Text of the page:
It's also used in aravedic medicine and beauty products. - 8/27/2012   4:22:27 PM
  • 24
    Never tried it. Does anyone have any good recipes to use saffron in? - 8/26/2012   2:13:58 PM
  • 23
    Tried twice to click on the "5 ways to love Saffron" but got an error message both times that I was looking for something that didn't exist.
    Did anyone else try clicking that? Did you get through? - 8/17/2012   11:06:27 AM
  • 22
    I love Saffron! My first trip to India got me completely hooked!! - 8/16/2012   3:16:32 PM
  • 21
    it's soooo good - 8/9/2012   7:51:32 AM
  • 20
    Yes, saffron is a great and needed ingredient in paella! - 8/9/2012   7:34:10 AM
  • 19
    I really enjoy saffron rice!!!! & Enjoyed this article!!!! - 5/24/2012   11:38:12 AM
    Saffron from Iran is great! It is good in a variety of dishes, anywhere from Bastani (ice cream with a "twist") to Kebab to rice dishes. I have yet to have mine go bad and it adds great flavor and color to everything. Also, some here may like Sumac, which is used as a complimentary spice to rice dishes in that same region. - 5/8/2012   9:00:51 PM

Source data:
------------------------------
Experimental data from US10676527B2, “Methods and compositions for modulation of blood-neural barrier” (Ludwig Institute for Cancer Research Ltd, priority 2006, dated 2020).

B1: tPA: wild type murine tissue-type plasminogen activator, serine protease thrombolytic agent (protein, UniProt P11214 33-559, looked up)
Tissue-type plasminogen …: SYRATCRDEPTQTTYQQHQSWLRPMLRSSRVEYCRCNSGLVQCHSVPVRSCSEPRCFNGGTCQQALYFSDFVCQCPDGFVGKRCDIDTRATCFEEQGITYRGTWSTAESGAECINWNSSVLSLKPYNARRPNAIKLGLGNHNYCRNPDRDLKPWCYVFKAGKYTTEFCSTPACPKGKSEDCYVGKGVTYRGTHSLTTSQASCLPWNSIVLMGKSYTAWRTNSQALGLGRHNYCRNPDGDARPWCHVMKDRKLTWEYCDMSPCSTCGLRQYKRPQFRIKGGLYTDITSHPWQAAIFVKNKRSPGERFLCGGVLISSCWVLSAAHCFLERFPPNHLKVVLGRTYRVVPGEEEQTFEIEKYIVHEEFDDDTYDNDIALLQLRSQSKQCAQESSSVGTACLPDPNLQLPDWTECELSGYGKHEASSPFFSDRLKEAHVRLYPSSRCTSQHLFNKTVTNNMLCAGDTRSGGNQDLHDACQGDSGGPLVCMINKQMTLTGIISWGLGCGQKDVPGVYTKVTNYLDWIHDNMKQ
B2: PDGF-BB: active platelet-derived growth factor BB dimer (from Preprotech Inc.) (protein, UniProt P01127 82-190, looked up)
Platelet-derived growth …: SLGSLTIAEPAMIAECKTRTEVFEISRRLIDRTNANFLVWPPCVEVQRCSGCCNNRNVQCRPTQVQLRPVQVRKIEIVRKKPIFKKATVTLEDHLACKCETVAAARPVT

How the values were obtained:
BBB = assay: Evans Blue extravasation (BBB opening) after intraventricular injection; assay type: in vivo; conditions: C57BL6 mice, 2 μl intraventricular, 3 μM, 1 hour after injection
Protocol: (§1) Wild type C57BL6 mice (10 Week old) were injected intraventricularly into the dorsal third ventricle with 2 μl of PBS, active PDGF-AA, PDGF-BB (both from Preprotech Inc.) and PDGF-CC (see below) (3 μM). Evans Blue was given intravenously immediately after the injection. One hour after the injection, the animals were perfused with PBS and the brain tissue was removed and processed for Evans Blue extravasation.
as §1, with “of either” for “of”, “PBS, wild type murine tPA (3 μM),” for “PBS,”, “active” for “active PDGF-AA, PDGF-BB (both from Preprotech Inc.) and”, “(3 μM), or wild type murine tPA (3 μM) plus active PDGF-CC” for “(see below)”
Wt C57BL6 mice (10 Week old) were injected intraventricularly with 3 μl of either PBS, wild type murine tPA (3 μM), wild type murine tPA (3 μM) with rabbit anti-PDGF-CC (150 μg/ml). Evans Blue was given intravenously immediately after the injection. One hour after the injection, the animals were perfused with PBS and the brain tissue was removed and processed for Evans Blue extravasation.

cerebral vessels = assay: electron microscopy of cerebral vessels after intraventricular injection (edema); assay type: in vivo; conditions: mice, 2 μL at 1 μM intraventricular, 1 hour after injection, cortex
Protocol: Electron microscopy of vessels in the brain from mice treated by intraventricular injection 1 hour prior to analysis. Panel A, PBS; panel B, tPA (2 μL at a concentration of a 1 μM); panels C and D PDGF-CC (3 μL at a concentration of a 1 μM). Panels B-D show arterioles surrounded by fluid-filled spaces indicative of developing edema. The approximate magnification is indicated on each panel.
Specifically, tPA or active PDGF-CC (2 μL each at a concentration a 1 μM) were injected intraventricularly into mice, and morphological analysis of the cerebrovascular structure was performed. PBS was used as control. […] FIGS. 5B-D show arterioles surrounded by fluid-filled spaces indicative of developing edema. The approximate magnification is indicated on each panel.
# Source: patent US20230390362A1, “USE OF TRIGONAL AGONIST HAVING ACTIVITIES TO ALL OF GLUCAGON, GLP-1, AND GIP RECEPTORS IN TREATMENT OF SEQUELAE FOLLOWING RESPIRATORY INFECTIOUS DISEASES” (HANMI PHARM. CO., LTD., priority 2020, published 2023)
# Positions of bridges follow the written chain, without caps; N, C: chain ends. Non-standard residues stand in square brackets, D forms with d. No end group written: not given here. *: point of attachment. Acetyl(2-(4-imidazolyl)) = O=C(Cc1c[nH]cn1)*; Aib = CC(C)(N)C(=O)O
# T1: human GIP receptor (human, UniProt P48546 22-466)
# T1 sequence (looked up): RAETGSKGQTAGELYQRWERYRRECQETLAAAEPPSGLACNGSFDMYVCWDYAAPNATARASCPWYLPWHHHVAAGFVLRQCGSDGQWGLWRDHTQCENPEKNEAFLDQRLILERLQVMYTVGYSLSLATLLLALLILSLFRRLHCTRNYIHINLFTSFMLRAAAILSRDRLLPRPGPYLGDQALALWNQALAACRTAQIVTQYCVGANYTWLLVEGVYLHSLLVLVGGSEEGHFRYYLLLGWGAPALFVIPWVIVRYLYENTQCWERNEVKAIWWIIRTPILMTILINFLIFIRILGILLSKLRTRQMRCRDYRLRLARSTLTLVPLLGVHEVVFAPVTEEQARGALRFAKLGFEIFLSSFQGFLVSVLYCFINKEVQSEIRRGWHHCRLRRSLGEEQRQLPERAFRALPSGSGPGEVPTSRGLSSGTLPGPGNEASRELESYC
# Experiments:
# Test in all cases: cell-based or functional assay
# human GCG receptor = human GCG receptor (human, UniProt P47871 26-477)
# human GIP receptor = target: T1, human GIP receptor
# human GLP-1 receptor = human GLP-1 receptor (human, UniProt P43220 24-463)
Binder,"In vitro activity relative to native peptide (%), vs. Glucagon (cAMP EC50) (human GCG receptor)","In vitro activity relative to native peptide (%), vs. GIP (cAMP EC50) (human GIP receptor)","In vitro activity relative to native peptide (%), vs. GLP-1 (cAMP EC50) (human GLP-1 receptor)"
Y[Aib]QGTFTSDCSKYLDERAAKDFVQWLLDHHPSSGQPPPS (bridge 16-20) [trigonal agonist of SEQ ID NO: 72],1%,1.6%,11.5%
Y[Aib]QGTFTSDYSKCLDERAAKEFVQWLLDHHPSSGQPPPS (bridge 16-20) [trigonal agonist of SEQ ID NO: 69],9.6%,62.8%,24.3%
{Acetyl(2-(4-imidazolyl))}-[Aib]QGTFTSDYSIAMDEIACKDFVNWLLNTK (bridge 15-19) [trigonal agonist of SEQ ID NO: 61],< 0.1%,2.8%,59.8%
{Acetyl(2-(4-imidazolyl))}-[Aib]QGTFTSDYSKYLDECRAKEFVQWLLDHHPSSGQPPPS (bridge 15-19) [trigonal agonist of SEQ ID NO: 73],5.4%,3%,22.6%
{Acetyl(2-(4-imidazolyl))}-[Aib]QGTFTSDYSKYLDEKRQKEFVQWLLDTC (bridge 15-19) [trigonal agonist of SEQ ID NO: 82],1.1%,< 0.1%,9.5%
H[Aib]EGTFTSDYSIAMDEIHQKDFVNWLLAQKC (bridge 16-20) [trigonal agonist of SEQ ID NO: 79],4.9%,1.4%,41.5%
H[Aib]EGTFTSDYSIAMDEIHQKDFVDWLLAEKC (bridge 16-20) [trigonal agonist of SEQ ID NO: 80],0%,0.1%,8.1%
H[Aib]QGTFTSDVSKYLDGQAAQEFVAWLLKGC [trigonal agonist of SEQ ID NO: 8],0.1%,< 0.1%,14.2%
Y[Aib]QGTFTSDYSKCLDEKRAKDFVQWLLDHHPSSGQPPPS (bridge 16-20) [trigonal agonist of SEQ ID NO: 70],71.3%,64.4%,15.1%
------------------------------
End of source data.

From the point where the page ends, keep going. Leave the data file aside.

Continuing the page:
I have a yearly supply of saffron. Bought some saffron crocus bulbs and planted them in a dry foot location. In spring there are leaves, in September lovely purple crocus blooms. With tweezers and tiny scissors I harvest the pollen laden stamen and let them air dry for a couple of days.The bulbs multiply each year. Now I have a nice fall show and can supply my family with saffron. A little goes a long way and we enjoy the delicate flavor and aroma. - 5/8/2012   2:58:43 PM
    Have not tried it; but I like paprika so I think I could use a little on some chicken dishes to help add some flavor. - 5/8/2012   8:37:01 AM
    Have never tried it, but I'm always up for something new.
    - 5/3/2012   9:39:08 PM
  • 14